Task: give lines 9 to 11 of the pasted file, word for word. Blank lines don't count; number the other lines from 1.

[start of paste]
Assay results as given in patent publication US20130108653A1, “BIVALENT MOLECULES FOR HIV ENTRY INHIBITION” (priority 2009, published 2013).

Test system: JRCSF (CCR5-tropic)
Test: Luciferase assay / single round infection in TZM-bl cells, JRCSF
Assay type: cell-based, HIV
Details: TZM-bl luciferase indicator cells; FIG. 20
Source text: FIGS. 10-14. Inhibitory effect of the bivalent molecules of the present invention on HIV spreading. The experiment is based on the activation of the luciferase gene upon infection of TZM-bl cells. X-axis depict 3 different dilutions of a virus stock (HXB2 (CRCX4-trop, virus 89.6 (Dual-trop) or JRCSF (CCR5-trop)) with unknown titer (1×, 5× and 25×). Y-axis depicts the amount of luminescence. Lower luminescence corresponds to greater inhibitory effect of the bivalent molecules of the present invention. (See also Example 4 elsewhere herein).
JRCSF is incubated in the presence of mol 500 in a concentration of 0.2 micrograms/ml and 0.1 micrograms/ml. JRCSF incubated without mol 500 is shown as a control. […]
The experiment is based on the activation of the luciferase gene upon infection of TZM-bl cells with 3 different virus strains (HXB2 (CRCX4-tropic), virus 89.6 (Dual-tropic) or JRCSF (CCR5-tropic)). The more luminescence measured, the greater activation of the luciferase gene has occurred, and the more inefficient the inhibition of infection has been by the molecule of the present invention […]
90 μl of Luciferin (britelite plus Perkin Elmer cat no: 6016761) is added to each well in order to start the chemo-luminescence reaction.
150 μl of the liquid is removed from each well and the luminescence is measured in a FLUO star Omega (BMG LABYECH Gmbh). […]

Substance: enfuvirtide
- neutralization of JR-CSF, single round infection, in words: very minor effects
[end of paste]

90 μl of Luciferin (britelite plus Perkin Elmer cat no: 6016761) is added to each well in order to start the chemo-luminescence reaction.
150 μl of the liquid is removed from each well and the luminescence is measured in a FLUO star Omega (BMG LABYECH Gmbh). […]

Substance: enfuvirtide